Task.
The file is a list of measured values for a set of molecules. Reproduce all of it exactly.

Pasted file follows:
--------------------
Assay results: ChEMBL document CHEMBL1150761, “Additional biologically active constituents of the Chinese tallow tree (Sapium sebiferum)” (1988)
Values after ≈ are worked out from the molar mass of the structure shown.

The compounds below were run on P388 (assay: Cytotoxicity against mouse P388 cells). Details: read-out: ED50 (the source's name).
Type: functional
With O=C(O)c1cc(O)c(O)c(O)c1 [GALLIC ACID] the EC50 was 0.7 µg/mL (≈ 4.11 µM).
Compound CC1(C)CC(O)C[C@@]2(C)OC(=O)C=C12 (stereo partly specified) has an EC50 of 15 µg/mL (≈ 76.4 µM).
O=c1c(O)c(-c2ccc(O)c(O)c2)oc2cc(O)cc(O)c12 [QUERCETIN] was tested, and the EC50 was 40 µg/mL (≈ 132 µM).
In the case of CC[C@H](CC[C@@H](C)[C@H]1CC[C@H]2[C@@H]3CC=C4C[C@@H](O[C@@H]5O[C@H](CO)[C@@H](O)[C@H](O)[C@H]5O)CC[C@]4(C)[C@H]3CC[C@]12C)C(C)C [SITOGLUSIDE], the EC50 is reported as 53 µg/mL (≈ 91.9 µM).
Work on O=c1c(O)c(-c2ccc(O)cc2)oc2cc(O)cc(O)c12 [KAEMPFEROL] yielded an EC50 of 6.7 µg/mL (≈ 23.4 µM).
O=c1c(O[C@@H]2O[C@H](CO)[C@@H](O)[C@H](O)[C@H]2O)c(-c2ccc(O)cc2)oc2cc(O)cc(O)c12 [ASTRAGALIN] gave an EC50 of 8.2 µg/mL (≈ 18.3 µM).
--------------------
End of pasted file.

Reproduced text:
Assay results: ChEMBL document CHEMBL1150761, “Additional biologically active constituents of the Chinese tallow tree (Sapium sebiferum)” (1988)
Values after ≈ are worked out from the molar mass of the structure shown.

The compounds below were run on P388 (assay: Cytotoxicity against mouse P388 cells). Details: read-out: ED50 (the source's name).
Type: functional
With O=C(O)c1cc(O)c(O)c(O)c1 [GALLIC ACID] the EC50 was 0.7 µg/mL (≈ 4.11 µM).
Compound CC1(C)CC(O)C[C@@]2(C)OC(=O)C=C12 (stereo partly specified) has an EC50 of 15 µg/mL (≈ 76.4 µM).
O=c1c(O)c(-c2ccc(O)c(O)c2)oc2cc(O)cc(O)c12 [QUERCETIN] was tested, and the EC50 was 40 µg/mL (≈ 132 µM).
In the case of CC[C@H](CC[C@@H](C)[C@H]1CC[C@H]2[C@@H]3CC=C4C[C@@H](O[C@@H]5O[C@H](CO)[C@@H](O)[C@H](O)[C@H]5O)CC[C@]4(C)[C@H]3CC[C@]12C)C(C)C [SITOGLUSIDE], the EC50 is reported as 53 µg/mL (≈ 91.9 µM).
Work on O=c1c(O)c(-c2ccc(O)cc2)oc2cc(O)cc(O)c12 [KAEMPFEROL] yielded an EC50 of 6.7 µg/mL (≈ 23.4 µM).
O=c1c(O[C@@H]2O[C@H](CO)[C@@H](O)[C@H](O)[C@H]2O)c(-c2ccc(O)cc2)oc2cc(O)cc(O)c12 [ASTRAGALIN] gave an EC50 of 8.2 µg/mL (≈ 18.3 µM).